“He’s a great player, Ross Ford, and we’re glad to have him back in reasonable fitness to play Test footie and he will really play an important part in the Six Nations campaign that we’re hoping to have.”
Former Crusaders wing Maitland replaces Sean Lamont on the right wing, with Lamont returning to outside centre for Max Evans and Evans dropping to the bench. Peter Horne, who was close to selection at inside centre, was likely to have offered a versatile option on the bench with Matt Scott holding on to the No 12 jersey. But the on-form Glasgow centre suffered a small thumb fracture in training last week, and he admitted to Johnson that he was not right for a first Test squad involvement.
Horne should be back in contention in a fortnight and Johnson said: “It’s a great sign of maturity and shows he’s a special lad, the fact that he made the call himself, because it’s an opportunity he would love to have had. And it was close.”
Elsewhere, Ryan Grant is the sole loosehead prop in the squad and Johnson would not say who would slot in on the left side of the scrum should he be injured.
Grant is preparing himself for a big scrummaging challenge and was also named vice-captain, along with Greig Laidlaw, which Johnson explained was the start of an apprenticeship he hoped would lead to both becoming Scotland leaders in the coming years.
Four days before his first Calcutta Cup match as Scotland coach, Johnson was quite relaxed until asked whether he felt his side would head to London tomorrow with little to lose.
“I’m fed up hearing that,” he said, revealing a glimpse of his desire. “We have got plenty to lose because we want a performance that people are proud of.
“We’re going into a Test match with 80,000 people watching live and so many millions around the world and we want to go down there and put on a good show.
“The scoreboard will look after itself if our performance is good but we have plenty to lose, as people and what we stand for.”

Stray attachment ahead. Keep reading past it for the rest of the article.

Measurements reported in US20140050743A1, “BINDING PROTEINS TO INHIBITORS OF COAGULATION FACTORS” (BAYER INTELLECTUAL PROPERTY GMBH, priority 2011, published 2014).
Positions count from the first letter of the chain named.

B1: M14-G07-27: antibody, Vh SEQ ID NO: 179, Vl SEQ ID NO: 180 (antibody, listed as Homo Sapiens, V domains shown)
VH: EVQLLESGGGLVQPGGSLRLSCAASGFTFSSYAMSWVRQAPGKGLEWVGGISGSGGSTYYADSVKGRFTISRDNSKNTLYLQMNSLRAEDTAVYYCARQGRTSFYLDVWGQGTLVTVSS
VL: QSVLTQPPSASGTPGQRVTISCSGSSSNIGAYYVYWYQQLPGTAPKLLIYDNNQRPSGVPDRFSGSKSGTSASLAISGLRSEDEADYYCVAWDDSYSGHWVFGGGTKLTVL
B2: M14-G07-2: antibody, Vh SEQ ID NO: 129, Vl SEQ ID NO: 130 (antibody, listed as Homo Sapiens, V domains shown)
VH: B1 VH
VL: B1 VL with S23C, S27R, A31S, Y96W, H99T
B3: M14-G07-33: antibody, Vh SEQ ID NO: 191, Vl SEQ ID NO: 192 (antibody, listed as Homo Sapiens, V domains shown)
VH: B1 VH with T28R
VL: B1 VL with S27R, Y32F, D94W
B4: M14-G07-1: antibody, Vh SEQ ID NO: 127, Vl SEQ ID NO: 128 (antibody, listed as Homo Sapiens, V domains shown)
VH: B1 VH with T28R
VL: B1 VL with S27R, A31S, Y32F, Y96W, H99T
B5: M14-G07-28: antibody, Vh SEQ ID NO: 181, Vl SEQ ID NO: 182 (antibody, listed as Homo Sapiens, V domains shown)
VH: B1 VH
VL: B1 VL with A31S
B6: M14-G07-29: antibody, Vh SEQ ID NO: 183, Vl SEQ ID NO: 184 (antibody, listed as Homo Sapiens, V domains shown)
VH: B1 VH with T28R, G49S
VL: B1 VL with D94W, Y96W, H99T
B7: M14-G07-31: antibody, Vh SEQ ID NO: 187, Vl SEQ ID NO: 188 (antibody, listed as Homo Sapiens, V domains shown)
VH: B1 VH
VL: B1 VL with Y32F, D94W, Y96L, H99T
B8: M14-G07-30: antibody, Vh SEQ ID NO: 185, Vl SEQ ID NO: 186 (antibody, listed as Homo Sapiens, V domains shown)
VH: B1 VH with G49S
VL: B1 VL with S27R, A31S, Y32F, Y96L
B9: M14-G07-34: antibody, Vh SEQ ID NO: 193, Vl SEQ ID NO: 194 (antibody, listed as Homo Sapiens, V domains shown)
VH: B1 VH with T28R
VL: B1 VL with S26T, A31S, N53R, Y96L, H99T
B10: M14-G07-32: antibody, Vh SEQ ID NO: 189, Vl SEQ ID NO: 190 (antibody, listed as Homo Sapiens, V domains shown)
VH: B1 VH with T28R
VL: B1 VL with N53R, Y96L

Scotland team in full
15 Stuart Hogg (Glasgow Warriors) 10 caps, 1 try, 5 points
14 Sean Maitland (Glasgow Warriors) uncapped
13 Sean Lamont (Glasgow Warriors) 71 caps, 8 tries, 40 points
12 Matt Scott (Edinburgh Rugby) 7 caps
11 Tim Visser (Edinburgh Rugby) 5 caps, 4 tries, 20 points
10 Ruaridh Jackson (Glasgow Warriors) 15 caps, 2 conversions, 2 penalties, 2 drop-goals, 16 points
9 Greig Laidlaw (Edinburgh Rugby) vice-captain 13 caps, 2 tries, 11 conversions and 22 penalties, 98 points
1 Ryan Grant (Glasgow Warriors) vice-captain, 5 caps
2 Dougie Hall (Glasgow Warriors) 39 caps, 1 try, 5 points
3 Euan Murray (Worcester Warriors) 49 caps, 2 tries, 10 points
4 Richie Gray (Sale Sharks) 27 caps, 1 try, 5 points
5 Jim Hamilton (Gloucester Rugby) 41 caps, 1 try, 5 points
6 Alasdair Strokosch (Perpignan) 30 caps, 1 try, 5 points
7 Kelly Brown (Saracens) captain, 52 caps, 4 tries, 20 points
8 Johnnie Beattie (Montpellier) 16 caps, 3 tries, 15 points
16 Ross Ford (Edinburgh Rugby) 63 caps, 2 tries, 10 points
17 Moray Low (Glasgow Warriors) 15 caps
18 Geoff Cross (Edinburgh Rugby) 17 caps, 1 try, 5 points
19 Alastair Kellock (Glasgow Warriors) 47 caps, 1 try, 5 points
20 David Denton (Edinburgh Rugby) 9 caps
21 Henry Pyrgos (Glasgow Warriors) 3 caps, 1 try, 5 points
22 Duncan Weir (Glasgow Warriors) 2 caps, 1 conversion, 2 points
23 Max Evans (Castres) 32 caps, 3 tries, 15 points
Referee: Alain Rolland (Ireland).
Assistant referees: Jerome Garces (France) and Francisco Pastrana (Argentina).
TMO: Nigel Whitehouse (Wales)